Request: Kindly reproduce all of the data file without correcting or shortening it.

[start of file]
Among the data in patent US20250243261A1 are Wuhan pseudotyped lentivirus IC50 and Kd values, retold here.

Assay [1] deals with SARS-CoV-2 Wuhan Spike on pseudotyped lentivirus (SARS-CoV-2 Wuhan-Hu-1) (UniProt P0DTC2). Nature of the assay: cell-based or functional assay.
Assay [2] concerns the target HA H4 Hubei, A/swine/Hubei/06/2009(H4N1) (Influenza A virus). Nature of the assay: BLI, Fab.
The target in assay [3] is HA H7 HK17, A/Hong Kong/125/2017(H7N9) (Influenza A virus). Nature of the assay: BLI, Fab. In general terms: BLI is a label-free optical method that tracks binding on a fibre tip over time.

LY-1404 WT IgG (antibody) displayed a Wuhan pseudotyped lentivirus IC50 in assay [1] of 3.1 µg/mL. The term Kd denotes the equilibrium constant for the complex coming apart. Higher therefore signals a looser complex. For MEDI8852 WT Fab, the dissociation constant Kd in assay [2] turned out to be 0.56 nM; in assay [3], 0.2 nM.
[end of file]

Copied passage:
Among the data in patent US20250243261A1 are Wuhan pseudotyped lentivirus IC50 and Kd values, retold here.

Assay [1] deals with SARS-CoV-2 Wuhan Spike on pseudotyped lentivirus (SARS-CoV-2 Wuhan-Hu-1) (UniProt P0DTC2). Nature of the assay: cell-based or functional assay.
Assay [2] concerns the target HA H4 Hubei, A/swine/Hubei/06/2009(H4N1) (Influenza A virus). Nature of the assay: BLI, Fab.
The target in assay [3] is HA H7 HK17, A/Hong Kong/125/2017(H7N9) (Influenza A virus). Nature of the assay: BLI, Fab. In general terms: BLI is a label-free optical method that tracks binding on a fibre tip over time.

LY-1404 WT IgG (antibody) displayed a Wuhan pseudotyped lentivirus IC50 in assay [1] of 3.1 µg/mL. The term Kd denotes the equilibrium constant for the complex coming apart. Higher therefore signals a looser complex. For MEDI8852 WT Fab, the dissociation constant Kd in assay [2] turned out to be 0.56 nM; in assay [3], 0.2 nM.